This Week

Issue: "The Jonesboro puzzle," April 11, 1998

Worth a thousand words

Someone's missing from this year's group picture of Senate pages from Iowa-President Clinton. The pages' group shot is always taken in front of the Senate president's chair, with the official portrait of the sitting United States president in the background. This year, the high-school students who serve as pages voted to remove Mr. Clinton's portrait from the background because of the scandal surrounding the president's alleged relationship with former White House intern Monica Lewinsky. "He's not the best role model for young people," said page Matt Johnston. "It was a majority consensus to remove his picture for our group picture." The pages returned Mr. Clinton's portrait to its traditional spot after a photographer took the group picture.

By the book

CBS did itself proud in coverage of the NCAA men's basketball tournament that concluded last week. From the dramatic early victories by Valparaiso through the dramatic second-half comebacks by eventual national champion Kentucky, viewers saw those made in God's image using their muscles and minds to the utmost. And many of the winners and losers did not fail to thank their Creator publicly along the way; CBS showed Kentucky coach Tubby Smith and guard Jeff Sheppard, the Final Four's most outstanding player, doing just that. CBS may have a different attitude, however, when covering athletes who quote what the Bible says about sinful behavior, as Reggie White of the Green Bay Packers did before the Wisconsin state legislature. Mr. White's outright condemnation of homosexuality (WORLD, March 28) generated a cryptic announcement by a CBS Sports spokeswoman about the network's "hard-and-fast corporate policy against bias of any kind." That policy must have escaped the notice of the news department-most of the reports that chronicled the flap showed bias of just one kind: that it's "controversial" to hold a biblical view of homosexuality and to express it publicly. But one sports columnist, Ron Borges of the liberal Boston Globe, although he disagreed with Mr. White's perspective, didn't take issue with his reading of the Bible: "The God of this book considers homosexuality a sin. That is not a comfortable thing to read if you're a homosexual, but it is what that book says. No one has to believe it, but it is what the book says."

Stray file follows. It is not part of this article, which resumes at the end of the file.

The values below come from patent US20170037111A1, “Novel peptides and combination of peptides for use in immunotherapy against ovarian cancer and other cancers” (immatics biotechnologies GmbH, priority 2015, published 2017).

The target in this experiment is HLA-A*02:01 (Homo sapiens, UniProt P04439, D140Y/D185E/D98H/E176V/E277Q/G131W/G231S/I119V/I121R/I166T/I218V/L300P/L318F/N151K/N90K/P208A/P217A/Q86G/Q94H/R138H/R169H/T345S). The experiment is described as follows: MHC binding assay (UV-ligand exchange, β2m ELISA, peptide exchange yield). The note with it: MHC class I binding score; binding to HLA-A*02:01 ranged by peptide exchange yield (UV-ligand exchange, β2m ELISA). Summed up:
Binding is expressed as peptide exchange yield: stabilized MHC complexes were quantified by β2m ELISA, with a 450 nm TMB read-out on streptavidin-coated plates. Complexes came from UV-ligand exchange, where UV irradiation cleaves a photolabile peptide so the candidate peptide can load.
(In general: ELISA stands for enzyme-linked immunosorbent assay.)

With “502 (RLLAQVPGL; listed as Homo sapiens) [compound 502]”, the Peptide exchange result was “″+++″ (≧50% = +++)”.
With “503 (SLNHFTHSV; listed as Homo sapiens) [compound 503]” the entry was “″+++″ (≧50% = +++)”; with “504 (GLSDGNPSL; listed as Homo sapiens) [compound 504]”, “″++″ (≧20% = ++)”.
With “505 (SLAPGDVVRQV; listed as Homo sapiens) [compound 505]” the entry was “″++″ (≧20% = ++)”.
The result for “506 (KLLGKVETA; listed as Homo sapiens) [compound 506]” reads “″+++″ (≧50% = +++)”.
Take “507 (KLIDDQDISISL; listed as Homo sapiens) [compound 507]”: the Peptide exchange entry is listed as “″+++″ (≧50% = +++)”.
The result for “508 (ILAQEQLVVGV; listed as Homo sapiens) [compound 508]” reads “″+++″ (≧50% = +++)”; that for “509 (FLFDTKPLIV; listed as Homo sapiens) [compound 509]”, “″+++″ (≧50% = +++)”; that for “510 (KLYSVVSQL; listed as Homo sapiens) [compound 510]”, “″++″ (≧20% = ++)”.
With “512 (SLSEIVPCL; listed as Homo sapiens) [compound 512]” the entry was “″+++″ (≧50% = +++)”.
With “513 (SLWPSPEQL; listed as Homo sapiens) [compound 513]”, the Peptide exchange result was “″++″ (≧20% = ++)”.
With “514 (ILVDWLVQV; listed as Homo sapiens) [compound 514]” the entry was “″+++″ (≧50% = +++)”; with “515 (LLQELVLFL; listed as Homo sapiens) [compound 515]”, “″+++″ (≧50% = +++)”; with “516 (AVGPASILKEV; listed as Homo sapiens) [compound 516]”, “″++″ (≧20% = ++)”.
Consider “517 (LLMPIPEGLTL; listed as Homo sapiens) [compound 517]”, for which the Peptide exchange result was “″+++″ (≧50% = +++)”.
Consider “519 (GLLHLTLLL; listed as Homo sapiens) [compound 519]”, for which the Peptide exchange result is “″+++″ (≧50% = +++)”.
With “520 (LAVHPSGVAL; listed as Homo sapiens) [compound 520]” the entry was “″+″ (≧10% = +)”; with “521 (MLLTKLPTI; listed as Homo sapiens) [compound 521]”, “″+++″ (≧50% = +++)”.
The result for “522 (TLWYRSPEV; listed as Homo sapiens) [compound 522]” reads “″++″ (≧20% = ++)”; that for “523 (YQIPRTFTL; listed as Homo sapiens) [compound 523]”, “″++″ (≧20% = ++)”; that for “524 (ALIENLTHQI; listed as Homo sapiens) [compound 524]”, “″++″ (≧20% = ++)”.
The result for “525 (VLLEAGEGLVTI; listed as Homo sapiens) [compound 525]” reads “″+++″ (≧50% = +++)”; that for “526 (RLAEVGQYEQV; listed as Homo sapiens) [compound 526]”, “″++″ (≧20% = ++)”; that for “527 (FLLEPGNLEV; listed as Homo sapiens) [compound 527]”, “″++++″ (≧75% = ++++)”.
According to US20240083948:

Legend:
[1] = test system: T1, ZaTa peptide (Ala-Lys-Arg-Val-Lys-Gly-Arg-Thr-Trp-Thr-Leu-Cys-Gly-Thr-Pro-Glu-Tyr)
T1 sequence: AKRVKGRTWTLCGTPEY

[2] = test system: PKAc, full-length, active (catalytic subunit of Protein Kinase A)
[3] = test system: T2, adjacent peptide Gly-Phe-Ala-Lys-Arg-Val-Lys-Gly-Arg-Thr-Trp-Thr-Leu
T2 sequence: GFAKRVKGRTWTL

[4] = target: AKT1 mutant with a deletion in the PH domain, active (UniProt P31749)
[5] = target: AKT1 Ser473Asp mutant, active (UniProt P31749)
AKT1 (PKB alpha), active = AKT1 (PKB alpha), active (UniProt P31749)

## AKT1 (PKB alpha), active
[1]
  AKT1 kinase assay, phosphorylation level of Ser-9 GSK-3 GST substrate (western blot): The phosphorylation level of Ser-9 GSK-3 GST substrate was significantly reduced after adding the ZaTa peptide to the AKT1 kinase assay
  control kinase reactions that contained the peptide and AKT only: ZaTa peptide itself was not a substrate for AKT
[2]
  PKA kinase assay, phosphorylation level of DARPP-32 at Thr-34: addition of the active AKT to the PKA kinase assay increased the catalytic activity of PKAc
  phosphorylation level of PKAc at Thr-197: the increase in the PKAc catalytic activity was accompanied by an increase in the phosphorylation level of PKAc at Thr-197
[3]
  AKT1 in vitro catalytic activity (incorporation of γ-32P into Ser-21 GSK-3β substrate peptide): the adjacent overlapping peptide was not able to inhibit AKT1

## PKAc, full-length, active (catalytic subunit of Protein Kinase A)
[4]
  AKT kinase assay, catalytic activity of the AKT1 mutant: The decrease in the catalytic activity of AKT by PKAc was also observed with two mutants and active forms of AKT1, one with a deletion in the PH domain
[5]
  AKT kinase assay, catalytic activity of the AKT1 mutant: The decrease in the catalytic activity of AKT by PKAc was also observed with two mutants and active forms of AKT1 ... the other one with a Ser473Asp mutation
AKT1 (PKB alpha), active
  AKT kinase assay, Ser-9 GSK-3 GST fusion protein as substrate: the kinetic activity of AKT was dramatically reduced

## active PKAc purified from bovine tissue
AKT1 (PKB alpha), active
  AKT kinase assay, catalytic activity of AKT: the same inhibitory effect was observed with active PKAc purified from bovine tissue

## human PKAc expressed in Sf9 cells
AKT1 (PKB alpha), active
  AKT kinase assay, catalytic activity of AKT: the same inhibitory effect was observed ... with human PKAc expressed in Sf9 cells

Sick of scandal? Toss the standards

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Gary Hart, the 1988 presidential candidate who was forced from the race when reporters discovered him emerging from a woman's home at suggestive hours, now tells George magazine that how a man treats his wife and children is more important than whether he has sexual affairs. Mr. Hart tells the magazine: "I got linked to people whose behavior was, in my judgment, much worse than mine, people who were involved in sexual harassment, for instance." He also suggests in the interview that if we make marital fidelity a standard for leadership, we will have mediocre leaders. Several things ought to disturb us about Mr. Hart's reasoning. First, he seems to be saying that there is no benefit to the man who fulfills his wedding-day promises to his wife and walks with integrity before his children. In this view, fidelity and promiscuity are morally equivalent. This is much easier for the guilty to rationalize than the innocent. Perhaps the wives of wandering men should be asked whether it's all the same to them if their husbands sleep at home or with someone else. Second, Gary Hart seems content to see our standards continue to fall. We live in a time when some suggest that grading students hurts their developing psyches, and so it is better to have a "pass or fail" system so no one will feel bad. The idea of competition is being challenged as injurious to the young because some will lose sporting contests and experience diminished self-esteem. But learning at an early age to deal with winning and losing, as well as pursuing virtue and integrity, equips the young for the experiences they will face later on. Should we demand that only men and women who have never made personal or professional mistakes hold high office? Of course not. But we should not want leaders who pretend there is no standard. There is always room for those who err, confess their guilt, and vow not to repeat their mistakes. This upholds the standard while keeping the door open for redemption. There should be no room for those who claim by their lives and words that there are not, or ought not to be, any foundational principles. They cause harm to their families and their nation. -by Cal Thomas © 1998, Los Angeles Times Syndicate

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